Regular Application of Sunscreen Directly Correlates to a Reduced Risk of Melanoma

The general consensus is that one should avoid getting sunburn, as sunburn just once every 2 years can triple your risk of melanoma skin cancer. While we know that sunburn is detrimental to our health, new research published by Jama Dermatology has shown that applying sunscreen regularly throughout youth and early adulthood can reduce Melanoma risk.

That’s because sunburn does not mean simply raw, peeling or blistering skin, in fact, if your skin has gone pink or red in the sun, it’s sunburnt, and as sunscreen prevents the risk of sunburn when regularly applied, it therefore prevents a higher risk of burnt skin cells and Melanoma in the future.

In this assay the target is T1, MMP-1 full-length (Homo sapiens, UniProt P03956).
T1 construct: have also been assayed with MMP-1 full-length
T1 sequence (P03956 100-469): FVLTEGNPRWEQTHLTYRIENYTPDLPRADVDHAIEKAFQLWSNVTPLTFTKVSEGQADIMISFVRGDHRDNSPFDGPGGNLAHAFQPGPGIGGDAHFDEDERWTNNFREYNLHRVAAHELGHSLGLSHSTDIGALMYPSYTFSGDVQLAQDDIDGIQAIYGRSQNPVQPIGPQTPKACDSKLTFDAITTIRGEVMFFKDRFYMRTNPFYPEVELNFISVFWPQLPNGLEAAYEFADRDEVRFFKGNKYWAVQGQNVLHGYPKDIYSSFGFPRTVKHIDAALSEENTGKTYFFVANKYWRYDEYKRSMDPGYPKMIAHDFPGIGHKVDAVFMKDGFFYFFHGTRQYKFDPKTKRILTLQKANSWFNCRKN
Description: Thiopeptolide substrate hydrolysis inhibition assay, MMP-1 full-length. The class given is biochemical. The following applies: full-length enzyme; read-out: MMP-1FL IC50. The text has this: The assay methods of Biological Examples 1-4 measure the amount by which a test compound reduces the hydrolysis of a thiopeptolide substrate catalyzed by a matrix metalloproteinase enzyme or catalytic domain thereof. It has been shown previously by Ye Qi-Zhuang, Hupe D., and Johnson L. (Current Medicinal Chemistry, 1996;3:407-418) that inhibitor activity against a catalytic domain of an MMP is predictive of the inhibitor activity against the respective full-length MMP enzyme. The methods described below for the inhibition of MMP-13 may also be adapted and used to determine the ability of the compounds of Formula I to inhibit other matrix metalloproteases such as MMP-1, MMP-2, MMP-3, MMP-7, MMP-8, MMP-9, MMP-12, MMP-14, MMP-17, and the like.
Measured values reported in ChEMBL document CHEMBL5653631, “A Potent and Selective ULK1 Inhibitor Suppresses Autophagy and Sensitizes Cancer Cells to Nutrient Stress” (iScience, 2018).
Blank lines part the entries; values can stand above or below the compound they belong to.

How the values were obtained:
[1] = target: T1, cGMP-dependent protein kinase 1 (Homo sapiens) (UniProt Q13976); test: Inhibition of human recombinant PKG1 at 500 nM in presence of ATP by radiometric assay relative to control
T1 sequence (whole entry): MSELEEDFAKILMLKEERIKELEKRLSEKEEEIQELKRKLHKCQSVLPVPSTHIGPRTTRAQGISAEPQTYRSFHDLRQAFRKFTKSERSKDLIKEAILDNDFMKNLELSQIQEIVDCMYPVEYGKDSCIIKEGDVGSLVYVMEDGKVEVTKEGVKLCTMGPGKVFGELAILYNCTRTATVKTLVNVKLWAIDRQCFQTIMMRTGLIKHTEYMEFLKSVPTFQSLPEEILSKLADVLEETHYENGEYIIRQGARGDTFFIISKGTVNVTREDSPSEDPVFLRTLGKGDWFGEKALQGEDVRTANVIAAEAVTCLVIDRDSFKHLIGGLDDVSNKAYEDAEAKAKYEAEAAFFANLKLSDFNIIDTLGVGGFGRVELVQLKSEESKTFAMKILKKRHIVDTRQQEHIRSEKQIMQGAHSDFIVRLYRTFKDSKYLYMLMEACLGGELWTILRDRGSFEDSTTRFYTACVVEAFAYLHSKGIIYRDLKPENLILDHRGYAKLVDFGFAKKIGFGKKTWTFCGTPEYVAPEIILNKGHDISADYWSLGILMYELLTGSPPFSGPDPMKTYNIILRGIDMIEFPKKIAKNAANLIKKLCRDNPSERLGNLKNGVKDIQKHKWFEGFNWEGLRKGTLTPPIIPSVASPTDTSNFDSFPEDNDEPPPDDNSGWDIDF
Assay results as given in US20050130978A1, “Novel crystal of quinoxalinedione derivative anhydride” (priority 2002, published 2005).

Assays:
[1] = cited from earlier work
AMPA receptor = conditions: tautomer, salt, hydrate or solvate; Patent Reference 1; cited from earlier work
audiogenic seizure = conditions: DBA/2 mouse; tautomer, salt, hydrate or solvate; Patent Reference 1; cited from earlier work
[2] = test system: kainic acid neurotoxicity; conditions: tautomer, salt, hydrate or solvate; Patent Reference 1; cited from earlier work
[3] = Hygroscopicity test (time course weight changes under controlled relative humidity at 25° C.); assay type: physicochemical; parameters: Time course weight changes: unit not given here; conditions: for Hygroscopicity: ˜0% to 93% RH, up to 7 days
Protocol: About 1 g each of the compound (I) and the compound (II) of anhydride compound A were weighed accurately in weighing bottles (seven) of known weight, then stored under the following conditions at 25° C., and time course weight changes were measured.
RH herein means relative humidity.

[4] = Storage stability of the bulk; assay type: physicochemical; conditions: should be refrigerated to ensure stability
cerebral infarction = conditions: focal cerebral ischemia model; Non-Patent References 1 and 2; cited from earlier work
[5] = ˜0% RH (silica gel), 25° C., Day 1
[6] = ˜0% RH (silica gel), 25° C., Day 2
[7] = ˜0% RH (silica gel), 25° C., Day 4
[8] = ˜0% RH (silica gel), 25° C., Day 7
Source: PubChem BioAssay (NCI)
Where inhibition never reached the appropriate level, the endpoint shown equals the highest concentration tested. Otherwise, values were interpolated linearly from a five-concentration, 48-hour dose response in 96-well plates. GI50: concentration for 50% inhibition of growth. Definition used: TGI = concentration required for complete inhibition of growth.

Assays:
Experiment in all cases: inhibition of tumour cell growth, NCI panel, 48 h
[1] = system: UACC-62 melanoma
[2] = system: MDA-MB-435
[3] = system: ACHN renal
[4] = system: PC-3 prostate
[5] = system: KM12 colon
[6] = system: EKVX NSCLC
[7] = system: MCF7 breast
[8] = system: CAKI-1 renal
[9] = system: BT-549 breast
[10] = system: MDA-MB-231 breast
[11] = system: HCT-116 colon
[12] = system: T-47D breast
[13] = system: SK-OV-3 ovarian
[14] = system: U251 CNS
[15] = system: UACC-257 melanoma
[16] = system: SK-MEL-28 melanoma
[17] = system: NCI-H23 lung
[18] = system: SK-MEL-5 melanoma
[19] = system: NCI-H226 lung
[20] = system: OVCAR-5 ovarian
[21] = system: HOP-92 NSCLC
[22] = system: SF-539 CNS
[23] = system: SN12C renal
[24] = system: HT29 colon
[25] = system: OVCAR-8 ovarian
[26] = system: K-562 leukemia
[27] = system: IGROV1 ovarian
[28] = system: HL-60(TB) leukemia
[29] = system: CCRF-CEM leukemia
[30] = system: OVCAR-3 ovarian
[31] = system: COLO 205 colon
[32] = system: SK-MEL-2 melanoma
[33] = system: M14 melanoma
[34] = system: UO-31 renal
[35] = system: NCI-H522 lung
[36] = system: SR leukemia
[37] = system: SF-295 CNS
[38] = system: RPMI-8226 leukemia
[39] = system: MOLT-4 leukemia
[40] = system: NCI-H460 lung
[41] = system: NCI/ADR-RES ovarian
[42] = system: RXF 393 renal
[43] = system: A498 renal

After a case-control family study of 603 Australian patients showed that childhood sunscreen use, and lifetime sunscreen use were significantly associated with a decreased risk of cutaneous melanoma among young adults. Sex, age, ancestry, educational level, skin pigmentation, and sunburn were factors associated with sunscreen use. The study therefore concluded that regular sunscreen use may reduce the risk of melanoma among young adults under the age of 40.